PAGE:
I honestly think it's related to a lot of the environment. Maybe somewhere along the line I had that gene but with the epigenetics now and the harsh environmental factors, pesticides, and pollution, you'll never know. While I was in there doing chemo, I met a 39-year-old woman that never smoked a day in her life, but she had lung cancer. She was never around people that smoked and she didn't have a contaminated house. She died. 39 years old. Hello? Never smoked! So, I really think it's an environmental factor. You may have a small genetic predisposition, but the fact remains that everything is against us. I'm going to move and go to Sardinia, an island in Italy, off the coast of Pisa. They say that people live past 100 years there. It's a beautiful country.

Did you have a support network? If so, can you tell me about it?

Oh God! Did I have a support network? I have my family, my church. They're so important to me. I had the people in my church and my pastor praying for me, my sisters and mom coming to chemo with me, my sisters cooking for me. I've been blessed. If you don't have that, forget it! You're doomed! You're not going to make it, if you have to go through this and you don't have anyone, I don't know how you're going to do it.

Can you talk about your treatment process?

The treatment process involved zapping your cancer cells. First, they give you a large dose of Benadryl to avoid developing an allergy towards the chemo. Some people can be allergic to the rituximab, which is a protein. So we don't take any chances. They gave me the Benadryl and after I started with 100mg of prednisone, which makes you go all over the place. You become very erratic, similar to having a psychosis. It makes you extremely happy and nearly impossible to sleep with this medication. It's like speed. After, they would give me three other medications by intravenous. We're looking at about eight hours in the day. I would be in bed, long chair, or even a regular chair, sitting with my wig, eight hours a day. This was every three weeks. After I finished the eight treatments, I had to do only the rituximab for two years. I would go there for one day, maybe 2-3 hours, every three months, and that had to last for two years,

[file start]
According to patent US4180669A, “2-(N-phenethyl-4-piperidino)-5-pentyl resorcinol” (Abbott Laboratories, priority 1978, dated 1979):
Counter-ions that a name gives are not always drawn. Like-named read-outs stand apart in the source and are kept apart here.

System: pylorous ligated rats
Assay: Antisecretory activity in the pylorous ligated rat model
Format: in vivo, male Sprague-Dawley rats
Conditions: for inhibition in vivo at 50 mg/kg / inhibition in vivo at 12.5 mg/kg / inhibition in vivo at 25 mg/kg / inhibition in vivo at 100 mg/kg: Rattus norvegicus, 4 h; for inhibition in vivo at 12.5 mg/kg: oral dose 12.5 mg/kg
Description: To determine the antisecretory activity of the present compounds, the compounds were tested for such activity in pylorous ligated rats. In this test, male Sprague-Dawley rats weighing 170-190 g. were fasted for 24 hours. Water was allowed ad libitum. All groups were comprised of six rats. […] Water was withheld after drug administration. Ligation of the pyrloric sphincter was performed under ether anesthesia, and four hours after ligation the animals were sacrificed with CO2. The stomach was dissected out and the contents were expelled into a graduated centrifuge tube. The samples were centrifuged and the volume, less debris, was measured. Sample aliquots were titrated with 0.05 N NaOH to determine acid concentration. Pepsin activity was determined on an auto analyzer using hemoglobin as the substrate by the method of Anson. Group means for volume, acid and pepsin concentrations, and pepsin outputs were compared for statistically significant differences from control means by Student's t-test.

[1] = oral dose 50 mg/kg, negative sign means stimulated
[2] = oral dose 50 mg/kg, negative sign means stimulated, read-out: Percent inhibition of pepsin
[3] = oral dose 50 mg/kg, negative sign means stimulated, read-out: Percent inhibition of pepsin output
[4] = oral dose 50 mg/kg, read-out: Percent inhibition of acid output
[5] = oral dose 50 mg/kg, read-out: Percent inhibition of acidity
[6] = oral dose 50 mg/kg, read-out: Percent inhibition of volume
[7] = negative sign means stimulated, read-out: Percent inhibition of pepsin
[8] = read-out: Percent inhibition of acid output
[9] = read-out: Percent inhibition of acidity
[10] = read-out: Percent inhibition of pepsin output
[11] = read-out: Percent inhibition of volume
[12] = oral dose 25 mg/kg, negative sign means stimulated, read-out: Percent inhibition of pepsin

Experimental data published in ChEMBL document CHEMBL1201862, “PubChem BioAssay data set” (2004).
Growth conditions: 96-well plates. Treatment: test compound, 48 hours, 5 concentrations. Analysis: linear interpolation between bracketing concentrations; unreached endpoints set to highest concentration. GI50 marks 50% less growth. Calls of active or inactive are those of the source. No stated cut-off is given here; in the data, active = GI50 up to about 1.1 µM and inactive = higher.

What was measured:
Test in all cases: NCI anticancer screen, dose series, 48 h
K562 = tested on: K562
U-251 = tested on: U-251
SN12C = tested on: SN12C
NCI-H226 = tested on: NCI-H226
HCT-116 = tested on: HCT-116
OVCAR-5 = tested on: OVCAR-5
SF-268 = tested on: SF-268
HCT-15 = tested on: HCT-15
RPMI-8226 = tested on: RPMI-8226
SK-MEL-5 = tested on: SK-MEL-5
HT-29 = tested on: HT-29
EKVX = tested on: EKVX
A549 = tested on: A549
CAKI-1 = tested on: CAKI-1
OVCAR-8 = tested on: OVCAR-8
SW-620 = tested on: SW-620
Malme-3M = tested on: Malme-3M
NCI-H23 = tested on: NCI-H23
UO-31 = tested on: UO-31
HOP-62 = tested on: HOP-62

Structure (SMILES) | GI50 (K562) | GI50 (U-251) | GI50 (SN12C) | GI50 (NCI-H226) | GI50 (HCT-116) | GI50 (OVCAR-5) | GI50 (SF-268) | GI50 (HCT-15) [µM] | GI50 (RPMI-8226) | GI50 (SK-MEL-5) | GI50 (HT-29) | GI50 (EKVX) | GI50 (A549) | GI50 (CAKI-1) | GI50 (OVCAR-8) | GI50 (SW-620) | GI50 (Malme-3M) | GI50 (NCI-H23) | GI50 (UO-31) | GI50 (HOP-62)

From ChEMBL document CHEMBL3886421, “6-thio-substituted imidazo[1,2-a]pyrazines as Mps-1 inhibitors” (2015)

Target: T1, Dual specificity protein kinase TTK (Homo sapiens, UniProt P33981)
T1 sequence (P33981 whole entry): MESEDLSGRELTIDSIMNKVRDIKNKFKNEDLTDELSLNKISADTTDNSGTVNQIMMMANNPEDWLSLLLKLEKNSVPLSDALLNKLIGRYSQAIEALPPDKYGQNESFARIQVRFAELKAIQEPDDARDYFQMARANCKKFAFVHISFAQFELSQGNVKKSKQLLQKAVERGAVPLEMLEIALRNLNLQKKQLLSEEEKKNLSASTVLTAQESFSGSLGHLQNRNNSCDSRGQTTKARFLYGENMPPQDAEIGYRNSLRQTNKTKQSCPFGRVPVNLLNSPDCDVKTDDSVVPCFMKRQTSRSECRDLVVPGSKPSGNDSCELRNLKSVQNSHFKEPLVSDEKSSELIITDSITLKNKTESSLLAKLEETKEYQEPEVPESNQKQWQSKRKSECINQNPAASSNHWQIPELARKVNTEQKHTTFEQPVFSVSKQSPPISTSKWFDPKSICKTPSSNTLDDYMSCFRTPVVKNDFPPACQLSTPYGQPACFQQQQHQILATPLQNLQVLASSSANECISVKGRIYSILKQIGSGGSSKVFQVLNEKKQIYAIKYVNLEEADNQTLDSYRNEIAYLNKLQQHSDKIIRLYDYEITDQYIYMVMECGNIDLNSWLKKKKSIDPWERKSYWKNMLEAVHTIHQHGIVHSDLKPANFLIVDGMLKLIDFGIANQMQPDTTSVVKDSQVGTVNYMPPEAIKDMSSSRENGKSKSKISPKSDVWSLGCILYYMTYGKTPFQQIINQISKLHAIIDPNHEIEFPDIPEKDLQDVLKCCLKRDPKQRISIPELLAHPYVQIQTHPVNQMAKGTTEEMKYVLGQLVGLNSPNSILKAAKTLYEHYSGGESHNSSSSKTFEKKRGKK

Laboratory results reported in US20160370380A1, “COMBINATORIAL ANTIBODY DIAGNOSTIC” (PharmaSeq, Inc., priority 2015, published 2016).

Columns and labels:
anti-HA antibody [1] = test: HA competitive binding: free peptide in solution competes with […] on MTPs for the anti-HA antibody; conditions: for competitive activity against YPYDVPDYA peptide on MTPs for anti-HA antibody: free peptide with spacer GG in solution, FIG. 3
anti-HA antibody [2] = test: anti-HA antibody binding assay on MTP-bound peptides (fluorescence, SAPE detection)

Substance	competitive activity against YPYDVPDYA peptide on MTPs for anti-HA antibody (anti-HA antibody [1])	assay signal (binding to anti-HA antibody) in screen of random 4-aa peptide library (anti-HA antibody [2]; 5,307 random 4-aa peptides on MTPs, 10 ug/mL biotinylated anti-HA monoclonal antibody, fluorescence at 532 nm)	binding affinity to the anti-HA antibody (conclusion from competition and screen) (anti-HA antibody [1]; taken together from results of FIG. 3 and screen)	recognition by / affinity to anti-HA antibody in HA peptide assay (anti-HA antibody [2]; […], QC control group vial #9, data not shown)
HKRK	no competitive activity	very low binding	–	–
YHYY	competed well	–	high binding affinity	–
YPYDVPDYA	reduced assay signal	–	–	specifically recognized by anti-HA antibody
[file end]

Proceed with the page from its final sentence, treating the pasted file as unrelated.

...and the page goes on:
The rituximab is a protein that really hits. The treatment itself was about 8 months. That's the aggressive treatment. You're looking at about two and half years, all in all. However, the most aggressive was that eight months. The rituximab, every three months was nothing compared to the chemo itself. It's like a walk in the park.

Were there any programs or services offered to you that would help with the treatment process?

They did offer some services, one of which was how to put makeup on. Unfortunately, actually, it's really full. There's too many sick people and there's not enough nurses. There's not enough help. They just don't have the resources. It's very unfortunate because at times I had to sit on a chair for my chemo because obviously the older patients require the beds. Here you are on a chair, and you're dozing off because you're on Benadryl. What can you do? Nothing! In this area, oh my God, easily 50 people crammed doing chemo. Some for three hours, depending on the type of chemo. Now my hematologist tells me that it has tripled. Unfortunately, you don't get any attention. It's the system. Nobody else's fault.

IMG_8034.JPG(Photo Property of Julia Richard-Priolo)

Did you face any obstacles during your treatment process? If you did, how did you overcome them?

The hardest part was looking at yourself. You get depressed, you get very depressed. At first, I really isolated myself; I didn't want to talk to anybody. Afterwards, I went to church. That helped me through the time I was depressed. My pastor was very kind about it. He said "Terry will sit in the back and please don't shake her hand because she doesn't have any white blood cells, so she can't come in contact with anybody." I would sit in the back and he would just administer the prayers. I was very blessed to have my pastor and members of my church call me all the time to pray for me. It was more than depression. The loneliness, me thinking: what if I don't get through it? It was OK if I didn't make it but it wasn't OK for my kids. That was my biggest worry, but I got over the depression. The emotions are very hard. I went to therapy too, to help me through this. My doctor said "Terry, if you need therapy, go for it. Don't say you're going to do it alone, because it's really hard." So I went.